A Roman hoodie and his blood bath
Written by - Samuel Jay Keyser, author of "I Married a Travel Junkie and the children's book "The Pond god and Other Stories", for which he received the Lee Bennett Hopkins Awards for children's poetry in 2004.
On 27 February 212AD, Caracalla, born Lucius Septimius Bassianus, became joint Emperor of Rome with his brother Geta. He was called Caracalla after the hood that he wore and made famous. In fact, like some present-day hoodies he was a sinister character. The brothers came to power on the death of their illustrious father, Septimius Severus, Emperor of Rome from 193 to 211.Today, the family’s legacy is still visible in Rome at Caracalla’s Baths and in the Roman Forum.
Severus died of an illness in York, England while fighting the Scots. His wife and soon-to-be widow, Julia Domna, was with him. It was her unusual custom to accompany her husband on his campaigns. The two were that rarity in ancient times, a happy imperial couple but unfortunately, that did not rub off on their two sons.
Caracalla and Geta each hated the other with a passion. At one point after their father’s death they even contemplated splitting the empire in two, ruling the halves separately. Julia Domna, wise woman that she was, dissuaded them. Their animosity was so great that at one point the brothers agreed to meet in their mother’s apartments in an effort to reconcile their differences.
Julia Domna’s apartments were in her husband’s palace on the Palatine Hill, just opposite the Circus Maximus and the Jewish cemetery. The cemetery, by the way, is now a rose garden. If you bring it up on Goggle Earth and view it from, say, 1,000 feet, you can see that it is laid out like a giant menorah. Another must see menorah in Rome is in the Roman Forums but that is another story.
I once had the pleasure of being a houseguest in a villa just above the Jewish cemetery. Every morning I breakfasted on a terrace that overlooked the Palatine Hill and Septimius’ palace. Mutatis mutandis, I would have had a front row seat on events that took place in Julia Domna’s apartments just across the way 1800 years earlier.
While Caracalla and Geta were talking, Caracalla’s henchmen, members of the Praetorian Guard loyal to him, leaped from hiding and hacked Geta to pieces. Caracalla joined in. Julia Domna tried to protect her younger son and she was wounded in the hand.
Geta died in her arms covered in her blood as well as his own. The event is celebrated in Jean-Antoine Julien de Parme’s neo-classical painting, which is found in Aux-en-Provence. Caracalla visited his mother in the days following the murder. She feigned approval for the fratricide and received her son’s embrace. She must have told him how nice it was to see him.
In a murderous follow up Caracalla slaughtered 20,000 countrymen whom he suspected of being friends of Geta. The year after the assassination, he left Rome and proceeded to spread murder and mayhem throughout his Empire. This is what Gibbon says about Caracalla’s Alexandrian massacre in his monumental Rise and Fall of the Roman Empire:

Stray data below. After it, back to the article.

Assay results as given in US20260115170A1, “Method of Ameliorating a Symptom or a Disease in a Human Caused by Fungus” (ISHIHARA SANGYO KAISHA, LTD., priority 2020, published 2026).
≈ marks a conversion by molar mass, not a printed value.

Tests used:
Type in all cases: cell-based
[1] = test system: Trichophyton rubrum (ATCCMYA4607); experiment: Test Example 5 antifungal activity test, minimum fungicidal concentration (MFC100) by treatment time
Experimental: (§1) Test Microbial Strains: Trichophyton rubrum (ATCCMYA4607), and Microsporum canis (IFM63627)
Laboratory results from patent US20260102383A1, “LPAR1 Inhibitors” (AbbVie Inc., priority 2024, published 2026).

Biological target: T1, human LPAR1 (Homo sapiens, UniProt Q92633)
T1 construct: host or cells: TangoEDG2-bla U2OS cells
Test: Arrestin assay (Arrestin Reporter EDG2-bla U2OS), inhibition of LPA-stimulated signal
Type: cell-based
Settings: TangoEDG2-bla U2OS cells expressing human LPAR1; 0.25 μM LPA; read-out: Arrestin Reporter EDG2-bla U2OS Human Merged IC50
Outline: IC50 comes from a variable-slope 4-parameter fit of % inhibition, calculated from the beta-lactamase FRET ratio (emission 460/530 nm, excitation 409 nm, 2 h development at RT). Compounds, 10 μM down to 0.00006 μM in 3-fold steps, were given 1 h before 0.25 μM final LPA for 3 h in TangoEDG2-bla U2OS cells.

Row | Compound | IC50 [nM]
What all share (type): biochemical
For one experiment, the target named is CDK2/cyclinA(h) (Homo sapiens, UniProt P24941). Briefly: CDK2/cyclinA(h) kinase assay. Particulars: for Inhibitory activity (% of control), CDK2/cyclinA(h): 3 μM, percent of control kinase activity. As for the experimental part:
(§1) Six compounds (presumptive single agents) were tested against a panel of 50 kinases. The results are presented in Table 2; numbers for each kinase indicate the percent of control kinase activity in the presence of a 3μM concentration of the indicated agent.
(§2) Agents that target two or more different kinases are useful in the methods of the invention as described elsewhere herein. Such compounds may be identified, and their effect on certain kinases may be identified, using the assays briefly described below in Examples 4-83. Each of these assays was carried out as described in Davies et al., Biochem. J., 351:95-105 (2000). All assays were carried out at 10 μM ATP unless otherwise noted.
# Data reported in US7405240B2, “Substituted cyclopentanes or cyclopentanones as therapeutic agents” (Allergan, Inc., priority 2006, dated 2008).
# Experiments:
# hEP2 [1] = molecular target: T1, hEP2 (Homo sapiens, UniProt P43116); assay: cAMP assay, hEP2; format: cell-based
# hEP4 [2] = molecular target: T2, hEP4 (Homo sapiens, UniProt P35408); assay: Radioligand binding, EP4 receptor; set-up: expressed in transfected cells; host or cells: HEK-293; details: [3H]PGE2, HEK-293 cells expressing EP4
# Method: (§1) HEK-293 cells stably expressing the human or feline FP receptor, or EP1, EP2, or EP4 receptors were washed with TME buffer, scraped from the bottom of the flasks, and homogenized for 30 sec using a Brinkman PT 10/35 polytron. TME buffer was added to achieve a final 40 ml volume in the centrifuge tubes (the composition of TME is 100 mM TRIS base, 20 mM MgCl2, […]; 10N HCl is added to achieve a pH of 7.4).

“From a secure post in the Temple of Serapis, he viewed and directed the slaughter of many thousand citizens, as well as strangers, without distinguishing either the number or the crime of the sufferers; since, as he coolly informed the senate, all the Alexandrians, those who had perished and those who had escaped, were alike guilty. (p. 118)”
Rome has a street called the Via delle Terme di Caracalla. On that street you will find the ruins of the Caracalla baths, public baths that Caracalla ordered built the same year that he slaughtered his brother. He was, in fact, completing a project conceived by his father. Today the Caracalla Baths is one of Rome’s most popular tourist attractions and the home of Rome’s summer opera season.
Not only are the baths a popular tourist site, but thanks to McKim, Mead and White, the famous New York architectural firm of the early 20th century, the baths formed the inspiration for their design of the main waiting room of New York’s Pennsylvania Station.
The White of McKim, Mead and White was none other than Stanford White, the man who was shot to death in June 1906 by the insanely jealous coal baron, Harry Kendall Thaw. White had, according to the story, seduced Evelyn Nesbit, the early 20th century precursor of Gisele Bündchen. The seduction happened long before she married Harry K. Thaw, but Thaw bore an ineradicable grudge.
The whole affair was the subject of the movie The Girl in the Red Velvet Swing (1955) starring Joan Collins, Ray Milland and Farley Granger as Nesbit, White and Thaw respectively. (Cornelia Otis Skinner played Evelyn’s mother.) The title of the movie came from a red velvet swing that White actually had installed in his New York townhouse.
Unfortunately for White, on June 26, 1906 and on a whim, he decided not to take a planned trip to Philadelphia, but rather to join his son for dinner and an evening at the Madison Square Garden roof top theatre in New York City. White’s son, long after his father’s death, carried the guilt of having been the cause of his father’s change of plans and his chance encounter with Thaw, who took out a revolver and, at point blank range during the finale of Mam’zelle Champagne, blew White’s head off.
In Shakespeare’s Julius Caesar Marc Anthony says, in his famous funeral oration,
“The evil that men do lives after them;
The good is oft interred with their bones.”
The evil that Caracalla did was interred not in his bones but in the baths he left behind. Poor Stanford White - a victim of the Caracalla curse - should never have designed that waiting room. If you would like the get to know the Rome sites and people mentioned in this article, why not book a tour?